Liquor license revocation
Jade Summit restaurant and Pirate's Pub owner Kevin Nerney says he will appeal city council's decision to revoke his liquor license.
Steamboat Springs Jade Summit and Pirate's Pub owner Kevin Nerney is exploring several avenues to overturn last week's revocation of his liquor license.
Nerney said Monday that he intends to reapply for a liquor license, appeal the council's decision in District Court and ask a newly seated council at its first meeting tonight to reconsider the punishment. He also will request that the revocation be stayed until his appeals are resolved.
Nerney was found not guilty of unlawful sexual contact in Routt County Court in August. The court case stemmed from an alleged incident that occurred in February at his bar. Despite the verdict in the criminal case, city officials proceeded with a quasi-judicial administrative hearing to determine whether Nerney violated the state's liquor code of conduct.
Although a criminal conviction requires a finding of wrongdoing "beyond a reasonable doubt," the administrative hearing used the less rigorous standard of proof known as "preponderance of the evidence," which only requires a finding that the charges were more likely than not to have occurred.
Nerney and his Steamboat Springs attorney, Kris Hammond, have disputed the city's hearing on principle since Nerney was cleared of criminal charges.
"I don't think it should have gone through City Council," Nerney said. "The City Council is a legislative body. They don't get to play judge, jury and executioner."
"It was unreal," he said. "The case is brought by a city representative. You go over to the city building to have the case heard. And the city was judge, jury and executioner."
Nerney could have avoided Thursday's hearing in August, when the city offered him a 15-day liquor license suspension, with 10 days held in abeyance. Had he taken that offer, his liquor license would have been suspended for a total of nine days, including four days in abeyance from a 2006 violation. Nerney rejected the plea offer, also on principle.
"He's not going to roll over for the (city) staff or anybody else for something that he did not do," Hammond said at the city's hearing last week.
In a 3-2 vote, City Council members Towny Anderson, Susan Dellinger and Karen Post voted for the revocation, and council members Paul Strong and Steve Ivancie voted against a punishment they called too harsh. Council members Ken Brenner and Loui Antonucci were not present. Hammond also took issue with the short-handed council.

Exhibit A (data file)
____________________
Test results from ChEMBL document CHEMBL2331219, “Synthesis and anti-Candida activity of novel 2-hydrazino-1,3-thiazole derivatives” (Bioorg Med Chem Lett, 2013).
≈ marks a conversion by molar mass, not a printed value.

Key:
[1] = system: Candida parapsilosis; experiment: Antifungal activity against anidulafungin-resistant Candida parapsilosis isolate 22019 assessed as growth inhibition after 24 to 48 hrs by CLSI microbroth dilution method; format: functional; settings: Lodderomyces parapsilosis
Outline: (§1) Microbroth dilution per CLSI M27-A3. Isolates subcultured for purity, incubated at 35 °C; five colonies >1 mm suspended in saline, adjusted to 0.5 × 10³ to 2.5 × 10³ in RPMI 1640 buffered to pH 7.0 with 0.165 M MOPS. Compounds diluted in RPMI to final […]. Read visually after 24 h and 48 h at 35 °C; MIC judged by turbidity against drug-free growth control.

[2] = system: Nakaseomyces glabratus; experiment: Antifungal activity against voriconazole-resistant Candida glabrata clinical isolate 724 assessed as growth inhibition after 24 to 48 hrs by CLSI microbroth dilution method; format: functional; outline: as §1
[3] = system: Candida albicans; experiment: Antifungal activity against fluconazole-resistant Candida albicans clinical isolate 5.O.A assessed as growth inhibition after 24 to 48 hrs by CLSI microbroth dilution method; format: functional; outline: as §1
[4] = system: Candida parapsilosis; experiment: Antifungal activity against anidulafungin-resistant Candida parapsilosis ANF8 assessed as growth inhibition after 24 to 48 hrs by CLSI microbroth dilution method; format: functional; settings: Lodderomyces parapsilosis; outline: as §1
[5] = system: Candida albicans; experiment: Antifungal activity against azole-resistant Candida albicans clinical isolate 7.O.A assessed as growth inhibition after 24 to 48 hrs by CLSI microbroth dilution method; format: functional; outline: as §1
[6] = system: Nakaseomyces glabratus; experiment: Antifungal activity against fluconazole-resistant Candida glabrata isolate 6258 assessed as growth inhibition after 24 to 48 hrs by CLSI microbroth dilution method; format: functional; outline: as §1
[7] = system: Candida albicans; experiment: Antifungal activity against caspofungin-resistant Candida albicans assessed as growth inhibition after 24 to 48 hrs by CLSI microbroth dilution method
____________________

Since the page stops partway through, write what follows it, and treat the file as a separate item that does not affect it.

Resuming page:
"In a five-member body, three is a majority," Hammond said. "In a seven-member body, three is a minority."
Anderson, Dellinger and Post officially give up their City Council seats tonight. Each lost their respective races on Election Day.
Getting the case to be reconsidered by City Council won't be easy. Assistant City Attorney Dan Foote said a motion of reconsideration has to be made by one of the council members who voted in the majority. Anderson, Dellinger and Post are technically still council members, but they will hand over their authority at the beginning of tonight's meeting.
"I suppose there is a theoretic possibility that could happen," Foote said.
Nerney also might not have luck reapplying for a new liquor license. Foote said liquor license determination requires a finding of "good morale character and reputation" and take past revocations into consideration.
"He could apply, but the fact that he just has his liquor license revoked would be an important consideration," Foote said.
If an appeal is made to District Court, a judge would review transcripts from the city's hearing to determine whether the city took appropriate action. If the District Court judge finds that the city acted inappropriately, Hammond said that the most likely outcome would be the awarding of a new trial with the city.
In the meantime, Nerney is feeling a business pinch from the loss of liquor sales.
Nerney said Steamboat Springs police officers came to Jade Summit and Pirate's Pub the same day as council's ruling to post a notice of Nerney's liquor license revocation on the restaurant and bar's door. They also ordered Nerney to remove all alcohol from the premises.
"Right now I'm operating as a restaurant, but no liquor is being served," Nerney said. "It's at least 50 percent of my business. : It's extremely damaging."
Through all his planned courses of action, Nerney hopes he regains a liquor license soon.
"The mountain is opening in two weeks," he said. "Timing is of the essence."
Authority's days over?
The City Council's future as the city's Liquor License Authority also is in question. Several of the winners in last week's City Council elections spoke during the campaign of scaling back council's workload by increasing its delegation of authority. Cari Hermacinski, winner of council's at-large seat, said last week that she would like to see the council no longer serve as the city's Liquor License Authority.
Such a move would be possible according to state statute, which defines a local licensing authority as "the governing body of a municipality:or any authority designated by municipal or county charter, municipal ordinance or county resolution."
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